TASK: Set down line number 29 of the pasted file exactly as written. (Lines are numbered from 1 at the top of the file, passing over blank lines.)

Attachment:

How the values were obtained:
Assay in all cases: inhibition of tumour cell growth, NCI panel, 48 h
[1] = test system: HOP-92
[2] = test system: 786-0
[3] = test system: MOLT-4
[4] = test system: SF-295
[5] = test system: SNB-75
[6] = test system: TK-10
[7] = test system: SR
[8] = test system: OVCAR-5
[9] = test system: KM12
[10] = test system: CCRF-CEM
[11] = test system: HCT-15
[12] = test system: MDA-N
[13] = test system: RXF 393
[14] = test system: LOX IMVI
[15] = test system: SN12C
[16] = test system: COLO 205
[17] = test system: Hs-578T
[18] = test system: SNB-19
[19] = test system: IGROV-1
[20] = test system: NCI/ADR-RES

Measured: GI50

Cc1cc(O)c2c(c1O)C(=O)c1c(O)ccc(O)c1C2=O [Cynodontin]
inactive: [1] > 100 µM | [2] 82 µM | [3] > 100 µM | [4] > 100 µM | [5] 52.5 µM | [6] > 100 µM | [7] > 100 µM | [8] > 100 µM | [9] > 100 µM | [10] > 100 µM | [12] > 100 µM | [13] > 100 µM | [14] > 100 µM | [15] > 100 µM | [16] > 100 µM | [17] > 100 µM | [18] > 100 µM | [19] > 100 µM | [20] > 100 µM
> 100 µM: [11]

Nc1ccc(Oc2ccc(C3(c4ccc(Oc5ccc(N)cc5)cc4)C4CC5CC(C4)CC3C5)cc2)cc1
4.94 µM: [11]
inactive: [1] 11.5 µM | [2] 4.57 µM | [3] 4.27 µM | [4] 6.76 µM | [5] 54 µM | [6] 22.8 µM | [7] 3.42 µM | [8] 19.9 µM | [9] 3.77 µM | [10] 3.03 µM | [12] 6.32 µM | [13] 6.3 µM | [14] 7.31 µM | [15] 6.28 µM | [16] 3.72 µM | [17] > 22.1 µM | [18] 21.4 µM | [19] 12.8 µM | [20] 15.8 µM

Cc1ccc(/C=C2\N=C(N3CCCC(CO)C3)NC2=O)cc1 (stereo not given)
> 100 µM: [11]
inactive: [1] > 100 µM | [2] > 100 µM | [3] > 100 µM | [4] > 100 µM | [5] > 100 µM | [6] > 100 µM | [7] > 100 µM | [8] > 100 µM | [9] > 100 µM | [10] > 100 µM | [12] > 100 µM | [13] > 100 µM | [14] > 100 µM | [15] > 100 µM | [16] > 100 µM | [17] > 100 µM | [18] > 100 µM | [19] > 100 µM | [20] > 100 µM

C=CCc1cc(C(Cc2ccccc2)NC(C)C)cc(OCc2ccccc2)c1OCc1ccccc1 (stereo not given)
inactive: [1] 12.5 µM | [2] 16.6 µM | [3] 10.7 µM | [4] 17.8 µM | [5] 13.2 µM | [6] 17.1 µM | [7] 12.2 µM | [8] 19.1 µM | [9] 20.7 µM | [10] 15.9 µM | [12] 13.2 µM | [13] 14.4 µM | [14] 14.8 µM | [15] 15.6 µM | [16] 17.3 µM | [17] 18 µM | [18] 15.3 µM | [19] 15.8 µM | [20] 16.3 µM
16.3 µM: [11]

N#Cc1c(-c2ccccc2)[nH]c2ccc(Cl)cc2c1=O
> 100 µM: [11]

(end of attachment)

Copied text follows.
inactive: [1] 11.5 µM | [2] 4.57 µM | [3] 4.27 µM | [4] 6.76 µM | [5] 54 µM | [6] 22.8 µM | [7] 3.42 µM | [8] 19.9 µM | [9] 3.77 µM | [10] 3.03 µM | [12] 6.32 µM | [13] 6.3 µM | [14] 7.31 µM | [15] 6.28 µM | [16] 3.72 µM | [17] > 22.1 µM | [18] 21.4 µM | [19] 12.8 µM | [20] 15.8 µM